Similarly, the Raiders have made some very solid additions to their defensive front in free agent acquisition Greg Ellis and blockbuster trade acquisition Richard Seymour.

Here are what I think are some of Denver's keys to victory when they head to Oakland for this week three rivalry contest.

 

1.  Running the Ball and Stopping the Run

The Raiders' biggest strength is clearly running the ball, and how could it not be?  They took Darren McFadden with the fourth overall pick in the 2008 NFL Draft, and got a steal in 2007 in Michael Bush.  They also have Justin Fargas, who may be the most complete overall back on the team's roster.

All hands are expected to be on deck for the Raiders this week, and they are facing stiff competition in Denver's revamped run defense.  The Broncos added a bunch of pieces this off-season to beef up their front line, and so far the new group has done a tremendous job, allowing only 140 yards rushing over the first two games of the season.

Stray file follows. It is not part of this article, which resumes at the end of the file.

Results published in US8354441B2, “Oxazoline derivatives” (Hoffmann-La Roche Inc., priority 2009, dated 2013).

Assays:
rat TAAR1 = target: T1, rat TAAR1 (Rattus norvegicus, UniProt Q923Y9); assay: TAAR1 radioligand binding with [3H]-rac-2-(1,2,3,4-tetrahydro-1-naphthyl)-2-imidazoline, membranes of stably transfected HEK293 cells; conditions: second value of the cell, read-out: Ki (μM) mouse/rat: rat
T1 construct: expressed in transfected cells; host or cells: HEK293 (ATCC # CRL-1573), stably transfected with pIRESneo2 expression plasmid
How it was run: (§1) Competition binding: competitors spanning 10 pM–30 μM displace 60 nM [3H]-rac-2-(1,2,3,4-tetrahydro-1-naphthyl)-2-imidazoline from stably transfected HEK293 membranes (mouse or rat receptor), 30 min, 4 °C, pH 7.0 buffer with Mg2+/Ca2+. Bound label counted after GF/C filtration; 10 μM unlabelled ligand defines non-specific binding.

If the Broncos can take away the big play from the Raiders run game, they will force the game over to JaMarcus Russell, and as many Raider fans will tell you, they have not done the greatest job of keeping their defense off the field so far this season.

It is absolutely critical for the Broncos to maintain their gaps on defense and keep the blitz packages surprising for the Raiders.  As long as the big play is eliminated, the Broncos should be able to keep the Raiders offense off the field.

It is also key that the Broncos run the ball effectively.  Correll Buckhalter leads the AFC West in rushing yards so far this season, and is second among starting running backs in yards per attempt at 7.2 yards per carry.

The Broncos would also love to see rookie Knowshon Moreno find a groove. After a disappointing game one we saw significant improvement against Cleveland last weekend.  Denver needs to get Moreno more involved in the offense, and now that he is fully healthy, it seems as though they will.